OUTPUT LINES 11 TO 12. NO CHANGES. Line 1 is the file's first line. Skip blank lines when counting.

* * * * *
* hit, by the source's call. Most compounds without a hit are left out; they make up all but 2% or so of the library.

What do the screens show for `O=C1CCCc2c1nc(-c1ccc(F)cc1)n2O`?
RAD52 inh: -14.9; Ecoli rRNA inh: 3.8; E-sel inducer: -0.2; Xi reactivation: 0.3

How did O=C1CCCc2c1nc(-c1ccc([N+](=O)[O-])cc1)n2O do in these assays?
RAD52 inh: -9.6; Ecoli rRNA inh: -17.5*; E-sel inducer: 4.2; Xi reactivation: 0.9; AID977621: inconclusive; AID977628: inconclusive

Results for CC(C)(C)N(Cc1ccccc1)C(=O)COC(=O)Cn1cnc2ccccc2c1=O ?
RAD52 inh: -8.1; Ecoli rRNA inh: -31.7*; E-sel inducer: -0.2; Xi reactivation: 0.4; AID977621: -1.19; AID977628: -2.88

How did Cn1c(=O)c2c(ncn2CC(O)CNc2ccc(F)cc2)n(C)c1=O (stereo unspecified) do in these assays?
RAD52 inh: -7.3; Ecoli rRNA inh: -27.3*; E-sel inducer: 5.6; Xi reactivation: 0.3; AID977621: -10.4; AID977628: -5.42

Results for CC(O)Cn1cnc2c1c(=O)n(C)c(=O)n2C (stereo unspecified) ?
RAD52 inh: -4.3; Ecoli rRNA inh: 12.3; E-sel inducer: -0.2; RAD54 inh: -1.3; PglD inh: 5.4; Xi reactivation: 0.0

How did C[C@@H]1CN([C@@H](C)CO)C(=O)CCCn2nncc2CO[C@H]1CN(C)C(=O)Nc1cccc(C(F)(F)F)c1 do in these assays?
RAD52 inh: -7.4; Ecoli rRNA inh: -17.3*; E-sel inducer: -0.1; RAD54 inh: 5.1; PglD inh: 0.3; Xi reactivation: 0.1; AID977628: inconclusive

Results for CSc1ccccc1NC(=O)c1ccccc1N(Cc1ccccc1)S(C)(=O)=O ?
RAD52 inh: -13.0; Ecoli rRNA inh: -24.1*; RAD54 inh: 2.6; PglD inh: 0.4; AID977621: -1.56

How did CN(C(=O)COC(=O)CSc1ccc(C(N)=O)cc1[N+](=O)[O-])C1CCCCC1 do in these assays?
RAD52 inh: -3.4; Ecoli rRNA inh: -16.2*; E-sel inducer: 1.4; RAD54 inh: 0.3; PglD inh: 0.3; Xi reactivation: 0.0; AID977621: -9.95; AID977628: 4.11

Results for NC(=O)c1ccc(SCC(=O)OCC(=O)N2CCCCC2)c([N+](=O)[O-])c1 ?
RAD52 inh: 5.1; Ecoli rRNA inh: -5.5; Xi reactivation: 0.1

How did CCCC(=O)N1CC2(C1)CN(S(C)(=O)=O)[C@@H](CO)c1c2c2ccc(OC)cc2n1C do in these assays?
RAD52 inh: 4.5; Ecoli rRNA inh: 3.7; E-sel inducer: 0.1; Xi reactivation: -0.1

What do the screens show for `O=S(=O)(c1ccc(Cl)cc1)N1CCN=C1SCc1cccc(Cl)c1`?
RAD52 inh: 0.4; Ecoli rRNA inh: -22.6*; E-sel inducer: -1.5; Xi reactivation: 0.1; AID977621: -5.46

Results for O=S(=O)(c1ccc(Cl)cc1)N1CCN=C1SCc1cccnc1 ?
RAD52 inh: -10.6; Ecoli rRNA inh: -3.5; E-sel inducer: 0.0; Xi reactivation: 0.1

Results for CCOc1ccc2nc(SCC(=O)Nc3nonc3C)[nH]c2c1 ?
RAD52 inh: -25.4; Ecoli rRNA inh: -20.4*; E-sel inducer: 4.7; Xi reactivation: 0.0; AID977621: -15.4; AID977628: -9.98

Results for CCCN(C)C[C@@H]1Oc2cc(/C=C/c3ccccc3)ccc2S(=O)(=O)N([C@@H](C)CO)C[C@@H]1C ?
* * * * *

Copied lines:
RAD52 inh: -4.3; Ecoli rRNA inh: 12.3; E-sel inducer: -0.2; RAD54 inh: -1.3; PglD inh: 5.4; Xi reactivation: 0.0

How did C[C@@H]1CN([C@@H](C)CO)C(=O)CCCn2nncc2CO[C@H]1CN(C)C(=O)Nc1cccc(C(F)(F)F)c1 do in these assays?